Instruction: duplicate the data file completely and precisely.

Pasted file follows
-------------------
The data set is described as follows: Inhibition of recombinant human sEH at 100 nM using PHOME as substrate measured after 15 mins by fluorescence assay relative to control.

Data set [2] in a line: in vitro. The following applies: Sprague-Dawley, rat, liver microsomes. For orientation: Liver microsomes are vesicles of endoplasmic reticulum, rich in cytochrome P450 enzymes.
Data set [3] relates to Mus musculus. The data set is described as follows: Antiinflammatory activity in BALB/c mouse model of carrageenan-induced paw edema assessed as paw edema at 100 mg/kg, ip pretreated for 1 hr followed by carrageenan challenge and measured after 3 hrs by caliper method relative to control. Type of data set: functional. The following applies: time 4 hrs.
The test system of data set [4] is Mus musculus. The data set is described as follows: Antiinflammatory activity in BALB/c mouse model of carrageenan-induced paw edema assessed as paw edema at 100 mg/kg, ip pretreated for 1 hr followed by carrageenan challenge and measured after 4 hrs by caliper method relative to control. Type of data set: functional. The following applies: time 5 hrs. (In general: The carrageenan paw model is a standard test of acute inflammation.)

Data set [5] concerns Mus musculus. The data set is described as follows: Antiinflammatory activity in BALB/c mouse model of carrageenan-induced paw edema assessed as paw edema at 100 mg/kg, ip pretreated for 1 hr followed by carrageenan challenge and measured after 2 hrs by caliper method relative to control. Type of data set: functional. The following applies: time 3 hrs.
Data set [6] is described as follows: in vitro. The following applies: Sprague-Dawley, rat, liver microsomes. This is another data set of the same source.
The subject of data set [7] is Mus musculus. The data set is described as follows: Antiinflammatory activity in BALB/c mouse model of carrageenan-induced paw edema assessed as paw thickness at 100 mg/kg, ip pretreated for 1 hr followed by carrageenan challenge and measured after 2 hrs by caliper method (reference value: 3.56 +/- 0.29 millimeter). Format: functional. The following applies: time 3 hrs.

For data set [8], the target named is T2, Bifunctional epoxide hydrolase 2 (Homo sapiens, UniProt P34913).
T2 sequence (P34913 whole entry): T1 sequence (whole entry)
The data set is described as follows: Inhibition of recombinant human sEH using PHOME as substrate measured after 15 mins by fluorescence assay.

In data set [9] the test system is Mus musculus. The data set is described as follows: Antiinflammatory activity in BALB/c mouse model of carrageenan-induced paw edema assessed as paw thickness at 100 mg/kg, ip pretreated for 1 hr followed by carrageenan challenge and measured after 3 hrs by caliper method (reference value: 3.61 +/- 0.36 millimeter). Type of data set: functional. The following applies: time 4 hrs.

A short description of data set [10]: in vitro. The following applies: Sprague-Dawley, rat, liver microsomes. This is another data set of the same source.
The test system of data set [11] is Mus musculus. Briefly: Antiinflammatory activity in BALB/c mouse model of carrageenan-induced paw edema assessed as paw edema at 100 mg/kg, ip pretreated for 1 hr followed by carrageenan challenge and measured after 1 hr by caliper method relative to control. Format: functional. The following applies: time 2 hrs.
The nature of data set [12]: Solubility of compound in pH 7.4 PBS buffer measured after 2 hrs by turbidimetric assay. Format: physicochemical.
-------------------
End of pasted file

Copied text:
The data set is described as follows: Inhibition of recombinant human sEH at 100 nM using PHOME as substrate measured after 15 mins by fluorescence assay relative to control.

Data set [2] in a line: in vitro. The following applies: Sprague-Dawley, rat, liver microsomes. For orientation: Liver microsomes are vesicles of endoplasmic reticulum, rich in cytochrome P450 enzymes.
Data set [3] relates to Mus musculus. The data set is described as follows: Antiinflammatory activity in BALB/c mouse model of carrageenan-induced paw edema assessed as paw edema at 100 mg/kg, ip pretreated for 1 hr followed by carrageenan challenge and measured after 3 hrs by caliper method relative to control. Type of data set: functional. The following applies: time 4 hrs.
The test system of data set [4] is Mus musculus. The data set is described as follows: Antiinflammatory activity in BALB/c mouse model of carrageenan-induced paw edema assessed as paw edema at 100 mg/kg, ip pretreated for 1 hr followed by carrageenan challenge and measured after 4 hrs by caliper method relative to control. Type of data set: functional. The following applies: time 5 hrs. (In general: The carrageenan paw model is a standard test of acute inflammation.)

Data set [5] concerns Mus musculus. The data set is described as follows: Antiinflammatory activity in BALB/c mouse model of carrageenan-induced paw edema assessed as paw edema at 100 mg/kg, ip pretreated for 1 hr followed by carrageenan challenge and measured after 2 hrs by caliper method relative to control. Type of data set: functional. The following applies: time 3 hrs.
Data set [6] is described as follows: in vitro. The following applies: Sprague-Dawley, rat, liver microsomes. This is another data set of the same source.
The subject of data set [7] is Mus musculus. The data set is described as follows: Antiinflammatory activity in BALB/c mouse model of carrageenan-induced paw edema assessed as paw thickness at 100 mg/kg, ip pretreated for 1 hr followed by carrageenan challenge and measured after 2 hrs by caliper method (reference value: 3.56 +/- 0.29 millimeter). Format: functional. The following applies: time 3 hrs.

For data set [8], the target named is T2, Bifunctional epoxide hydrolase 2 (Homo sapiens, UniProt P34913).
T2 sequence (P34913 whole entry): T1 sequence (whole entry)
The data set is described as follows: Inhibition of recombinant human sEH using PHOME as substrate measured after 15 mins by fluorescence assay.

In data set [9] the test system is Mus musculus. The data set is described as follows: Antiinflammatory activity in BALB/c mouse model of carrageenan-induced paw edema assessed as paw thickness at 100 mg/kg, ip pretreated for 1 hr followed by carrageenan challenge and measured after 3 hrs by caliper method (reference value: 3.61 +/- 0.36 millimeter). Type of data set: functional. The following applies: time 4 hrs.

A short description of data set [10]: in vitro. The following applies: Sprague-Dawley, rat, liver microsomes. This is another data set of the same source.
The test system of data set [11] is Mus musculus. Briefly: Antiinflammatory activity in BALB/c mouse model of carrageenan-induced paw edema assessed as paw edema at 100 mg/kg, ip pretreated for 1 hr followed by carrageenan challenge and measured after 1 hr by caliper method relative to control. Format: functional. The following applies: time 2 hrs.
The nature of data set [12]: Solubility of compound in pH 7.4 PBS buffer measured after 2 hrs by turbidimetric assay. Format: physicochemical.